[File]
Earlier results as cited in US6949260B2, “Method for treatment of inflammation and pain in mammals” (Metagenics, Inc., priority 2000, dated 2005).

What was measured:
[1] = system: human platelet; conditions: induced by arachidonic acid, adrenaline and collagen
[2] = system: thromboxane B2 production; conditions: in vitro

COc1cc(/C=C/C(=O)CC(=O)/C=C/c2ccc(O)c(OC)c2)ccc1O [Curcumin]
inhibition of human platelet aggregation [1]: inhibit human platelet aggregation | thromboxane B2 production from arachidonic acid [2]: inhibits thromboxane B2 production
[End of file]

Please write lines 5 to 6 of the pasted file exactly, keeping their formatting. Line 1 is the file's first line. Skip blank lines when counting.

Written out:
COc1cc(/C=C/C(=O)CC(=O)/C=C/c2ccc(O)c(OC)c2)ccc1O [Curcumin]
inhibition of human platelet aggregation [1]: inhibit human platelet aggregation | thromboxane B2 production from arachidonic acid [2]: inhibits thromboxane B2 production